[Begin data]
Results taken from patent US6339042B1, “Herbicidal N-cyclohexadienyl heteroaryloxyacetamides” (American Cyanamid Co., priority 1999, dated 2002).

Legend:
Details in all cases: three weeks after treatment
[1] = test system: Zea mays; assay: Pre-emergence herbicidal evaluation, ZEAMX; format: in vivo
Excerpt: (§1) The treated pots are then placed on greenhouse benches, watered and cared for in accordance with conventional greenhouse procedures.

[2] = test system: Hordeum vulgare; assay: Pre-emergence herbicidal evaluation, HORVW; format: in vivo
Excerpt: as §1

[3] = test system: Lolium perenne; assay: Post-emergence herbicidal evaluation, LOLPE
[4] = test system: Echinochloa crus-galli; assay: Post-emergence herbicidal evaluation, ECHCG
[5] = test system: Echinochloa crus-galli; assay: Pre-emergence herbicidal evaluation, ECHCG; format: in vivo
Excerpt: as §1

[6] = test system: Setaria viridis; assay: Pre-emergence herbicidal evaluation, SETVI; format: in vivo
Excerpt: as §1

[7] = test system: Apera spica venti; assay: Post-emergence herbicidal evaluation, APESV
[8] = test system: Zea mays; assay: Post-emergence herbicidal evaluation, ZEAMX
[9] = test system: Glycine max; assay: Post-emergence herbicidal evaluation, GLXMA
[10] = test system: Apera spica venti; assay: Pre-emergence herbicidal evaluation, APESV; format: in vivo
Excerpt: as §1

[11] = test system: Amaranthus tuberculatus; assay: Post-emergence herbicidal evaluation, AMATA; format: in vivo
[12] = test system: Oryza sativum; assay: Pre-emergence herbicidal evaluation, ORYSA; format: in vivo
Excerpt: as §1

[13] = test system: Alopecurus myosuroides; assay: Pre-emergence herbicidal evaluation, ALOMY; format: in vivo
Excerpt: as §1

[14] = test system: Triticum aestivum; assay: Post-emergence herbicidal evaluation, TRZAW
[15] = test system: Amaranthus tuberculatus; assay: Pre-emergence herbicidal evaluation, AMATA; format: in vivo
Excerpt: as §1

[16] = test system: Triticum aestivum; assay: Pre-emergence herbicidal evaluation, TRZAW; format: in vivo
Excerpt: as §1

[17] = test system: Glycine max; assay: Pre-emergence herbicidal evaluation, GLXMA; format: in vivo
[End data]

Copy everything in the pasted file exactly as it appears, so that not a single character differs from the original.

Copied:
Results taken from patent US6339042B1, “Herbicidal N-cyclohexadienyl heteroaryloxyacetamides” (American Cyanamid Co., priority 1999, dated 2002).

Legend:
Details in all cases: three weeks after treatment
[1] = test system: Zea mays; assay: Pre-emergence herbicidal evaluation, ZEAMX; format: in vivo
Excerpt: (§1) The treated pots are then placed on greenhouse benches, watered and cared for in accordance with conventional greenhouse procedures.

[2] = test system: Hordeum vulgare; assay: Pre-emergence herbicidal evaluation, HORVW; format: in vivo
Excerpt: as §1

[3] = test system: Lolium perenne; assay: Post-emergence herbicidal evaluation, LOLPE
[4] = test system: Echinochloa crus-galli; assay: Post-emergence herbicidal evaluation, ECHCG
[5] = test system: Echinochloa crus-galli; assay: Pre-emergence herbicidal evaluation, ECHCG; format: in vivo
Excerpt: as §1

[6] = test system: Setaria viridis; assay: Pre-emergence herbicidal evaluation, SETVI; format: in vivo
Excerpt: as §1

[7] = test system: Apera spica venti; assay: Post-emergence herbicidal evaluation, APESV
[8] = test system: Zea mays; assay: Post-emergence herbicidal evaluation, ZEAMX
[9] = test system: Glycine max; assay: Post-emergence herbicidal evaluation, GLXMA
[10] = test system: Apera spica venti; assay: Pre-emergence herbicidal evaluation, APESV; format: in vivo
Excerpt: as §1

[11] = test system: Amaranthus tuberculatus; assay: Post-emergence herbicidal evaluation, AMATA; format: in vivo
[12] = test system: Oryza sativum; assay: Pre-emergence herbicidal evaluation, ORYSA; format: in vivo
Excerpt: as §1

[13] = test system: Alopecurus myosuroides; assay: Pre-emergence herbicidal evaluation, ALOMY; format: in vivo
Excerpt: as §1

[14] = test system: Triticum aestivum; assay: Post-emergence herbicidal evaluation, TRZAW
[15] = test system: Amaranthus tuberculatus; assay: Pre-emergence herbicidal evaluation, AMATA; format: in vivo
Excerpt: as §1

[16] = test system: Triticum aestivum; assay: Pre-emergence herbicidal evaluation, TRZAW; format: in vivo
Excerpt: as §1

[17] = test system: Glycine max; assay: Pre-emergence herbicidal evaluation, GLXMA; format: in vivo